The community is a fictitious body composed of the individual persons who are considered as constituting as it were members. The interest of the community then is, what?-the sum of the interests of the several members who compose it…..To take an exact account then of the general tendency of any act, by which the interests of a community are affected, proceed as follows. Begin with any one person of those whose interests seem most immediately to be affected by it: and take an account,
1. Of the value of each distinguishable pleasure which appears to be produced by it in the first interest.
2. Of the value of each pain which appears to be produced by it in the first interests.
3. Of the value of each pleasure which appears to be produced by it after the first. This constitutes the fecundity of the first pleasure and the impurity of the first pain.
4. Of the value of each pain which appears to be produced by it after the first. This constitutes the fecundity of the first pain and the impurity of the first pleasure.
5. Sum up all the values of all the pleasures on the one side, and those of all the pains on the other. The balance, if it be on the side of pleasure, will give the good tendency of the act upon the whole, with respect to the interests of that individual person; if on the side of pain, the bad tendency of it upon the whole.
6. Take an account of the number of persons whose interests are concerned and repeat the process for each. Sum up the numbers expressive to the degrees of good tendency…do this again in regard to whom the tendency is bad upon the whole. Take the balance, which, if on the side of pleasure, will give the good general tendency; if on the side of pain, the general evil tendency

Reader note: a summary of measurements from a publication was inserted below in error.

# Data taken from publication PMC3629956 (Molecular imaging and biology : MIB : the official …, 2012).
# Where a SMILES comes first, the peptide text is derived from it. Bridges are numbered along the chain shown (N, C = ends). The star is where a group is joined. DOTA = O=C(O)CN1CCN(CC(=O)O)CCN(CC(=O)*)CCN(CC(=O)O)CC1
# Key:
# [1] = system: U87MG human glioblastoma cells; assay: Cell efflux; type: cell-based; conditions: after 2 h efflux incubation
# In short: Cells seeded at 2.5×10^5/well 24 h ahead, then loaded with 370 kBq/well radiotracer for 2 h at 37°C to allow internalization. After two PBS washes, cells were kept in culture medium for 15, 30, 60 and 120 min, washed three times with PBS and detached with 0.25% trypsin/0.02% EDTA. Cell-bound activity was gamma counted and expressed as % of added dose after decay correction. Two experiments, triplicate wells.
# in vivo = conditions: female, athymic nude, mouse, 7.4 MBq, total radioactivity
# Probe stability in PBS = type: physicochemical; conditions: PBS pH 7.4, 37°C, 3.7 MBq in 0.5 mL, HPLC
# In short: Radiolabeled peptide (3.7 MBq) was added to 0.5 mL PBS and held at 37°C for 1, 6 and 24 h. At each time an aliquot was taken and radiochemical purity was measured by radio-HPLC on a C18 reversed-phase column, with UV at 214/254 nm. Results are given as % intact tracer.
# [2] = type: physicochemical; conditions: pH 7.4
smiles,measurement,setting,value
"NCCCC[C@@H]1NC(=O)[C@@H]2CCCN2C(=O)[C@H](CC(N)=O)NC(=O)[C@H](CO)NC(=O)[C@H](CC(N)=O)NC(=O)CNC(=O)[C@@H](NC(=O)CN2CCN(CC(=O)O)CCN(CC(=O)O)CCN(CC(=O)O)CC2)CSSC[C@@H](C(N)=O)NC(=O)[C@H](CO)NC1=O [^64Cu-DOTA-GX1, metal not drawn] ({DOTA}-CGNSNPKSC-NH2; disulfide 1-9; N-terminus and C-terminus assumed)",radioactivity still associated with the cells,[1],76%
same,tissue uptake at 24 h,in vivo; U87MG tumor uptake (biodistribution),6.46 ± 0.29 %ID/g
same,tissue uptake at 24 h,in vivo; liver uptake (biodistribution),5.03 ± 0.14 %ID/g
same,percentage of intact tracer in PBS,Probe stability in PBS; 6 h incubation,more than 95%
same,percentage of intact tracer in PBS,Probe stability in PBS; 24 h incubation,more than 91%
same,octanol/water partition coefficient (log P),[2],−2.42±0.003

Maybe it is my mentality, but a number of things in the preceding passage were and still remain unclear to me. The first thing that I will take up issue with is Bentham's perspective about the interests of the community. The interest of the community is said to be a sum of the total interests of its several members. It is never specified what how exactly this total is acquired or even if the members of the community would agree on whatever is considered the community's interest. If the members would agree then that means that everyone in the community had the same interest to begin with. If the members would not agree, then how can you go about adding up their conflicting interests? These interests, when attempting to get a total seem like they would cancel each other out which wouldn't make for much of sum total. Things of this nature (individual interests) are so relative that it would be impossible as well as pointless to even try to place any kind of concrete value, which brings up another point. What kind of value are these individual and community interests supposed to have? In order to add things up they must have some sort of value. Because of Bentham's failure to offer some sort of method for combining individuals' interests and since he failed to offer some sort of concrete value for these abstract things, his perspective on the interest of the community remains unclear to me.